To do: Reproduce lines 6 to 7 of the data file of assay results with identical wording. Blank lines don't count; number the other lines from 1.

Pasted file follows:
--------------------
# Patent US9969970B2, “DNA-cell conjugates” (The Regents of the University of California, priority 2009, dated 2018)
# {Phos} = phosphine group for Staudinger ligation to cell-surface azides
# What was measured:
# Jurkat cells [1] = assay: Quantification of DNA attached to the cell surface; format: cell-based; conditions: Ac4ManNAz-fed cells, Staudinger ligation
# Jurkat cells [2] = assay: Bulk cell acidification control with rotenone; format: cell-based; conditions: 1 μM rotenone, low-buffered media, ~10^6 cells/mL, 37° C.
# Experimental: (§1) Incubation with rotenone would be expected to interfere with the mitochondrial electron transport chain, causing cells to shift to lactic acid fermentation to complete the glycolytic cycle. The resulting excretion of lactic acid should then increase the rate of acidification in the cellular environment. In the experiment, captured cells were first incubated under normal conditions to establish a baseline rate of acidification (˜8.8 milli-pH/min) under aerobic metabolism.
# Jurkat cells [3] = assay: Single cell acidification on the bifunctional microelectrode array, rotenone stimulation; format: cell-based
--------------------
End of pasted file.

# Experimental: (§1) Incubation with rotenone would be expected to interfere with the mitochondrial electron transport chain, causing cells to shift to lactic acid fermentation to complete the glycolytic cycle. The resulting excretion of lactic acid should then increase the rate of acidification in the cellular environment. In the experiment, captured cells were first incubated under normal conditions to establish a baseline rate of acidification (˜8.8 milli-pH/min) under aerobic metabolism.
# Jurkat cells [3] = assay: Single cell acidification on the bifunctional microelectrode array, rotenone stimulation; format: cell-based